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VIII. Epilogue: 1841-1870

After 1840 Yellowstone Park was likewise virtually left in primeval solitude. There is tangible evidence of only four visits of white men during this period, and one attempted visit which failed. In his recently published biography, William Clark Kennerly has it that in 1843 a grand hunting expedition headed by Sir William Drummond Stewart, and including such notables as Sublette and Baptiste Charbonneau, camped one evening among the geysers, having particularly great sport in vain efforts to throttle "old Steam Boat." In 1844, according to Chittenden, a party of trappers, identity not disclosed, entered Upper Yellowstone Valley from the south, and "passed around the west shore of Yellowstone Lake to the outlet, where they had a severe battle with the Blackfoot Indians, in a broad open tract at that point. The remains of their old corral were still visible as late as 1870." (This might be a variant of the same battle of 1939, told by Hamilton.)

The remaining three expeditions were guided by James Bridger, who in 1843 had set up Fort Bridger on Black's Fork of Green River, to cater to the emigrants who were beginning to follow the Oregon Trail. James Gemmell claims to have been among those present in 1846 when Bridger led "a trading expedition to the Crows and Sioux," north up the Green River through Jackson's Hole to West Thumb, making a tour of the "wonderful spouting springs" and other scenic features before continuing down the Yellowstone. E. S. Topping states that in 1850 Jim Bridger, Kit Carson, and twenty-two others on a prospecting trip out of St. Louis "crossed the mountains to the Yellowstone and down it to the lake and the falls; then across the Divide to the Madison River. They saw the geysers of the lower basin and named the river that drains them the Fire Hole. . . . The report of this party made quite a stir in St. Louis."

The only historically discernible "stir" made by Bridger's reports consisted of the usual incredulity and scoffing, exemplified by the timidity of a Kansas City editor who in 1856 let immortality slip through his grasp by refusing to publish Bridger's own version of "the place where Hell bubbled up." By this time, however, one notable Bridger story had actually broken through the literary overcast, and two more would soon appear to vindicate the famous trapper. In 1852 Lieutenant Gunnison, who had been a member of the Howard Stansbury exploring party which Bridger guided to Great Salt Lake in 1849, published a romantic but essentially accurate description of the principal scenic features. Here is a "lake, sixty miles long," a "perpendicular canyon," the "Great Springs" on successive terraces, and "geysers spouting seventy feet high." In his letter mentioned above, published in 1863, constituting a report on his participation in the Fort Laramie treaty council of 1851, Father De Smet located what is substantially the present Park "in the very heart of the Rocky Mountains, between the 43d and 45th degrees of latitude, and the 109th and 111th degrees of longitude; that is between the sources of the Madison and the Yellowstone," regarding it as "the most marvellous spot of all the northern half of the continent" because of its boiling springs, calcareous hills, escaping vapors, steamboat noises, subterranean explosions and, near Gardner River, "a mountain of sulphur." In this case likewise the source of his information was Bridger, "who is familiar with every one of these mounds, having passed thirty years of his life near them."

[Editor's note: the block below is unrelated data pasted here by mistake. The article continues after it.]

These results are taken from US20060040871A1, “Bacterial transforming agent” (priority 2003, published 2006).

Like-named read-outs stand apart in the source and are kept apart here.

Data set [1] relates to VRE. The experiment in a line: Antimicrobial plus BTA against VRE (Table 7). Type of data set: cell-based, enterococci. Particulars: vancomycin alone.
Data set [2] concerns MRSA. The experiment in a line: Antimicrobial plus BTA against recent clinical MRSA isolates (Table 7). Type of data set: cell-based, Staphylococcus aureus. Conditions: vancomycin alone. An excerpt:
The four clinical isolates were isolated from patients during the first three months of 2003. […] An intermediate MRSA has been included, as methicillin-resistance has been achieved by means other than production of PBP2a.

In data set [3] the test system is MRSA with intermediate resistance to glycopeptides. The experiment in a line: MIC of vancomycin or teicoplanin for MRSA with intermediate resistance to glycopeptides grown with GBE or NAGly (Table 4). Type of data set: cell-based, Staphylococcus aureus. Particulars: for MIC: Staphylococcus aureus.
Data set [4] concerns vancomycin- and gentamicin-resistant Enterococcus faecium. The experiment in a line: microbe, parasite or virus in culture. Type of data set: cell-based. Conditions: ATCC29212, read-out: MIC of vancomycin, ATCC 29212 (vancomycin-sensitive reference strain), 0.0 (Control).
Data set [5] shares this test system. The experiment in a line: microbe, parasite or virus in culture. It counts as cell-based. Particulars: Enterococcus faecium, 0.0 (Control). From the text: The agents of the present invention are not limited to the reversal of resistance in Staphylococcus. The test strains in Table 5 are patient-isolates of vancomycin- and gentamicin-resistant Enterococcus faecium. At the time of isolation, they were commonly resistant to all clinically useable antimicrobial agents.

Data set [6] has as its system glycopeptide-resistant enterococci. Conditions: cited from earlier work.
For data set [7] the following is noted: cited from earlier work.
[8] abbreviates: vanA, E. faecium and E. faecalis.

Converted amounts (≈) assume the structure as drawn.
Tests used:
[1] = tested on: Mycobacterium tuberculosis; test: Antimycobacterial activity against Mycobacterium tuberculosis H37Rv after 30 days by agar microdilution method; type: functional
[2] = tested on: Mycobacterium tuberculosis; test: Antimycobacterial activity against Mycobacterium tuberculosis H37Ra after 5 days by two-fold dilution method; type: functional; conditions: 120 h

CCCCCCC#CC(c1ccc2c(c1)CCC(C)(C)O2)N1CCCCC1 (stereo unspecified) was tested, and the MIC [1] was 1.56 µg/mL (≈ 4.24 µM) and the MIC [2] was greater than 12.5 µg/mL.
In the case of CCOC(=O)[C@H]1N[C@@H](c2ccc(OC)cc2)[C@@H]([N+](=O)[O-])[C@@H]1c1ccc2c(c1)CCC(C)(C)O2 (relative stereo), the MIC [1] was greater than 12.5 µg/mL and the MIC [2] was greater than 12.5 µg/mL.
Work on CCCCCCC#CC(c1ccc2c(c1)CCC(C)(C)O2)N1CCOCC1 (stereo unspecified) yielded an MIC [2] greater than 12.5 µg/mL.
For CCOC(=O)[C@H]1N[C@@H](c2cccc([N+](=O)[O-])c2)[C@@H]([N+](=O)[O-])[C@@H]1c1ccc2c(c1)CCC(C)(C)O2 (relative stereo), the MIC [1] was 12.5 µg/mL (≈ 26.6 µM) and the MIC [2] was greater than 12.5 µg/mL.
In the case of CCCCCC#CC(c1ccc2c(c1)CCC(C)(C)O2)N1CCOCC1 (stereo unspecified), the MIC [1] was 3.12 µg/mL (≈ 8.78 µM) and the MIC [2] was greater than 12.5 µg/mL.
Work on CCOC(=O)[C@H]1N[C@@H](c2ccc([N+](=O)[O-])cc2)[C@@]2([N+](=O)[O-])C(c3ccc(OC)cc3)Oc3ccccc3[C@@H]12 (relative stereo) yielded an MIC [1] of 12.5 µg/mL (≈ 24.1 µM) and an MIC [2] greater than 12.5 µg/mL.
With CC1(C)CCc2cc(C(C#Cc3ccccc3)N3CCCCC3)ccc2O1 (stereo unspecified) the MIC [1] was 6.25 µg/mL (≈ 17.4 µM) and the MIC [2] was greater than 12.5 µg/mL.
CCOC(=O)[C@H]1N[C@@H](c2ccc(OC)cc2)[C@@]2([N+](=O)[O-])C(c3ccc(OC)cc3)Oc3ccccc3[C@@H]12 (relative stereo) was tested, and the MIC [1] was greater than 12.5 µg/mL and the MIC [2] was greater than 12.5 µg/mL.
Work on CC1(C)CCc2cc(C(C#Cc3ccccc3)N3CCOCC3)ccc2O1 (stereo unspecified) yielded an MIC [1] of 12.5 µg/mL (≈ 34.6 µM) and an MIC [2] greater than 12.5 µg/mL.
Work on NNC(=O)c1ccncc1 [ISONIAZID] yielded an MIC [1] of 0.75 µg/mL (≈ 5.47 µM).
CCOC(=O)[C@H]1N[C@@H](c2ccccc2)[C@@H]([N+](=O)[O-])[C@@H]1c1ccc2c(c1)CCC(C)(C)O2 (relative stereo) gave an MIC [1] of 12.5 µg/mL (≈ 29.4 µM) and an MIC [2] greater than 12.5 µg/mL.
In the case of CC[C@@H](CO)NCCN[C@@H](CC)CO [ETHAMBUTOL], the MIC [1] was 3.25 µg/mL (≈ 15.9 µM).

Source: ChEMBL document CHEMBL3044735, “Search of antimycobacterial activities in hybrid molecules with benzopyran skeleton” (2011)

Even more illuminating to the historian than the well-known De Smet letter are five unpublished maps traced by that missionary. These maps had little contemporary influence and, though noted by his biographers in 1905, they have been neglected by subsequent historians. They are documents of signal import, which should inspire renewed respect for the ubiquitous Bridger and yet increase the stature of the versatile and indefatigable De Smet, already one of the giants of western history. Of these five maps four are still at St. Louis University, which was his headquarters. These are among dozens which were made by him in the course of his several western journeys, the information obtained by acute personal observation as well as "from trappers and intelligent Indians." The draftsmanship of the first three, while not striking, is respectable. One shows "Yellow Stone" River and tributaries as high as "Gardner's F." A second, embracing the Upper Missouri, Yellowstone, and Upper Platte regions, shows a nameless bladder-shaped lake at the head of the Yellowstone and a conspicuous "Hot Sulphur Spring" north of the lake. A third, embracing the entire West from the Great Basin to the Forks of the Platte, shows essentially the same features. The fourth map in the St. Louis collection is the most intriguing. This depicts that remarkable twisted region of the Rocky Mountains where the headwaters of the Yellowstone, the Wind, the Green, the Snake, and the Missouri rivers unwind before rolling to their respective oceans. The undated map is crude and smeary, and it has all the earmarks of being sketched in the field without benefit of desk or blotter. In view of De Smet's express testimony that the most famous trapper of all supplied him with his geographic data, at least for the "Yellowstone Park" section, it is a fair guess that this was drawn by De Smet with Bridger at his elbow. Here, on a rough chart consigned to the oblivion of a library vault, is where "Yellowstone Park" first comes into clear focus. Allowing for pardonable distortions, all of the principal scenic features are in evidence: the geyser basins of the Firehole ("volcanic country"); Mammoth Hot Springs ("Sulphur Mountain" near "Gardener's Cr."); a shapeless Yellowstone Lake ("60 by 9") with "Hot Springs" and "Great Volcanoes" alongside; the Grand Canyon and "Falls 290 feet"; and Hayden Valley ("Volcanic country [?] Steam Springs"). Two Ocean Pass, Jackson Lake, and "Colter's Hell" on Stinking River are other conspicuous features near by.